Provision of access to the following infrastructure(s):


Name of the infrastructure and its installations:
TU/e Atmospheric Boundary Layer Wind Tunnel (ABLWT)


Location (town, country) of the infrastructure:

Horsten 80, 5612 AZ Eindhoven, Netherlands


Web site address:


Reference contact for potential TA user groups
Stefanie Gillmeier – s.g.gillmeier@tue.nl

Bert Blockenb.j.e.blocken@tue.nl



The wind tunnel is a closed-loop circuit atmospheric boundary layer wind tunnel (ABLWT) with a total length of 46 m and a test section length of 27 m. The test section is 3 m wide and 2 m high (Figure 1). The turbulence level at the exit of the contraction is about 0.3%. Low-turbulence measurements are performed in the front part of the test section (near the contraction), while high-turbulence (atmospheric) measurements are performed towards the rear part of the test section. The test section consists of nine modules, each of which 3 m in length and width. The first three modules can be taken out and replaced by a hydraulically operated horizontal platform for open section testing of larger obstacles. Wind catchers can be installed for the open section tests. The wind tunnel is instrumented with two high-accuracy turning tables of 2 m in diameter at the 2nd module for low-turbulence measurements and at the 8th module for atmospheric measurements.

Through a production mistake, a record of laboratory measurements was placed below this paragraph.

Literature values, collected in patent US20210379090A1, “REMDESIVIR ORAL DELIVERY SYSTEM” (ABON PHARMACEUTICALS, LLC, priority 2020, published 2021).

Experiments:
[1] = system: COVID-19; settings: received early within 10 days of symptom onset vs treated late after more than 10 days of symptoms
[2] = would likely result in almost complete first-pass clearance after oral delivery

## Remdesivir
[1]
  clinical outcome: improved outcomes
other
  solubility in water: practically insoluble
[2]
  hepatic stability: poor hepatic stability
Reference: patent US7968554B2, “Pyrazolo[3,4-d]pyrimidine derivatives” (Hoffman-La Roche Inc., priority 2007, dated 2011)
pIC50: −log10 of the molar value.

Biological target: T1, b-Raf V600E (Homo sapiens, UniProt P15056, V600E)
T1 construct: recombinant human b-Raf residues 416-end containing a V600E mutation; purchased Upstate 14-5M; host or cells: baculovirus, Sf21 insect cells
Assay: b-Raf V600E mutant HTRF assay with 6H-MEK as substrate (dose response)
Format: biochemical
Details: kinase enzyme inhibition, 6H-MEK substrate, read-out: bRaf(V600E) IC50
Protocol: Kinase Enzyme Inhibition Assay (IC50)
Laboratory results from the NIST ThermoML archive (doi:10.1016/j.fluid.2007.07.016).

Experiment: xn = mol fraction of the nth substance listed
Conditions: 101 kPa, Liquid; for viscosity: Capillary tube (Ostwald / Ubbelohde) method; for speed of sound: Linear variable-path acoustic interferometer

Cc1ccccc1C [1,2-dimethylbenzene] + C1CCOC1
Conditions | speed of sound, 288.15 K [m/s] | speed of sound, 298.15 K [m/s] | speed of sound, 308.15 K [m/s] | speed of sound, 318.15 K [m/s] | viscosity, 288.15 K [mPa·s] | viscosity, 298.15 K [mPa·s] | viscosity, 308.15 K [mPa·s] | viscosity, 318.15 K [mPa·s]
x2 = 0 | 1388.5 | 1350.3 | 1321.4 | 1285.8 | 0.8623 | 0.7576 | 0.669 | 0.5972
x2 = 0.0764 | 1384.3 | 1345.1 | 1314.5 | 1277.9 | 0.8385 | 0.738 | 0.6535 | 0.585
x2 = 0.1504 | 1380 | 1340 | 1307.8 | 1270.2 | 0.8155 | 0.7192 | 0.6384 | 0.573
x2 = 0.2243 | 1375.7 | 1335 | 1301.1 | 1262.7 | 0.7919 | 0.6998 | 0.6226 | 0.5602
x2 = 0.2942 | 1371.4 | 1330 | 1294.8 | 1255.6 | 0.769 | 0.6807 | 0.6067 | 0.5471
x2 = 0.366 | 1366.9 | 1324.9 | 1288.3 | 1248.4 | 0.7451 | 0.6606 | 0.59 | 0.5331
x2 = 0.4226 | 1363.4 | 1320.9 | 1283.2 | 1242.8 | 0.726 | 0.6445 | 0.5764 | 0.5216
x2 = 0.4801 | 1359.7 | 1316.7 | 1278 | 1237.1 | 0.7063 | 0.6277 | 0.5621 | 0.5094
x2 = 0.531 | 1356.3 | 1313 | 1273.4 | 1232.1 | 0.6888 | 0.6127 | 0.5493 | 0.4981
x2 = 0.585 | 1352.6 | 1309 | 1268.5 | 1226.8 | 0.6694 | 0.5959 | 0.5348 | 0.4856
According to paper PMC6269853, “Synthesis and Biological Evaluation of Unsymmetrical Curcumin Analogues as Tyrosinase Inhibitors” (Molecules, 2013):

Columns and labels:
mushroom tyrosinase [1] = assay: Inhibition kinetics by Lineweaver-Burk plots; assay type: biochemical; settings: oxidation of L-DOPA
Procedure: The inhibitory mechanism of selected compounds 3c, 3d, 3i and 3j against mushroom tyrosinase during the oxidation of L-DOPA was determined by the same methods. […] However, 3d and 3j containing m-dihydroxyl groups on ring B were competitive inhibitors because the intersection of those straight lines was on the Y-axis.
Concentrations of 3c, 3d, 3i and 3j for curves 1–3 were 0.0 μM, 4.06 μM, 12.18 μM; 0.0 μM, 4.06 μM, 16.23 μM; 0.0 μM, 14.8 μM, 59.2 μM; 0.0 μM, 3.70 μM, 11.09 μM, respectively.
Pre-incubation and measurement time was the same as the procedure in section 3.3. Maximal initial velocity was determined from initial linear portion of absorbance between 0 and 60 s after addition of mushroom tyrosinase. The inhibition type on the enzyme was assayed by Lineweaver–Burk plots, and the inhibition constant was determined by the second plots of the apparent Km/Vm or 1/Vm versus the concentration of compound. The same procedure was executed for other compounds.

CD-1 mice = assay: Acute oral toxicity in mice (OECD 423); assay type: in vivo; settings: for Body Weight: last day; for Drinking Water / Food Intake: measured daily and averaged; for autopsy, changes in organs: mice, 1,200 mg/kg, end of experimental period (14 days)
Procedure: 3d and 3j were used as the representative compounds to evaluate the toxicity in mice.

Each module has a glass side wall and a partially glass ceiling to provide visual and laser access. A glass floor is available at the rear turntable location. The glass side wall of every module can slide upwards to create physical access to the inside of this module. The roof has partial openings to reduce longitudinal pressure gradients. Eight Pitot-static tubes are mounted on the side of every module to monitor the pressure along the whole test section (27 m).